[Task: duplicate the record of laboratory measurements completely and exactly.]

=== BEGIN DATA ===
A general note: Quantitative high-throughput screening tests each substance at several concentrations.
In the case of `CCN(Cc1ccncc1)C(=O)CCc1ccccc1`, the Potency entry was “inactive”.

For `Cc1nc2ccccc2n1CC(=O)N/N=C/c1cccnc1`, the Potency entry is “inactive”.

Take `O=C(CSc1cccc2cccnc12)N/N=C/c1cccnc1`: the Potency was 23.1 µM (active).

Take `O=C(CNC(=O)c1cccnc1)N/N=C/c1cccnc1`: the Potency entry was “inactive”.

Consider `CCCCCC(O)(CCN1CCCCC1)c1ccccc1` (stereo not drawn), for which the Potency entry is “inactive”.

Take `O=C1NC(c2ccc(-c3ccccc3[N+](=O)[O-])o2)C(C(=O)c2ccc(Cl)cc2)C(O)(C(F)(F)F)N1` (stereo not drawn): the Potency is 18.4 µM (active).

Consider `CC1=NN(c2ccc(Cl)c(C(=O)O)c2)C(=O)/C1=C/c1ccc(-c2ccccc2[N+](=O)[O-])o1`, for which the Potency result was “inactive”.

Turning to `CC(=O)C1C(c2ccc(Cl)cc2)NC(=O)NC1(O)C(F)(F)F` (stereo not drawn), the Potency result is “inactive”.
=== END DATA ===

A general note: Quantitative high-throughput screening tests each substance at several concentrations.
In the case of `CCN(Cc1ccncc1)C(=O)CCc1ccccc1`, the Potency entry was “inactive”.

For `Cc1nc2ccccc2n1CC(=O)N/N=C/c1cccnc1`, the Potency entry is “inactive”.

Take `O=C(CSc1cccc2cccnc12)N/N=C/c1cccnc1`: the Potency was 23.1 µM (active).

Take `O=C(CNC(=O)c1cccnc1)N/N=C/c1cccnc1`: the Potency entry was “inactive”.

Consider `CCCCCC(O)(CCN1CCCCC1)c1ccccc1` (stereo not drawn), for which the Potency entry is “inactive”.

Take `O=C1NC(c2ccc(-c3ccccc3[N+](=O)[O-])o2)C(C(=O)c2ccc(Cl)cc2)C(O)(C(F)(F)F)N1` (stereo not drawn): the Potency is 18.4 µM (active).

Consider `CC1=NN(c2ccc(Cl)c(C(=O)O)c2)C(=O)/C1=C/c1ccc(-c2ccccc2[N+](=O)[O-])o1`, for which the Potency result was “inactive”.

Turning to `CC(=O)C1C(c2ccc(Cl)cc2)NC(=O)NC1(O)C(F)(F)F` (stereo not drawn), the Potency result is “inactive”.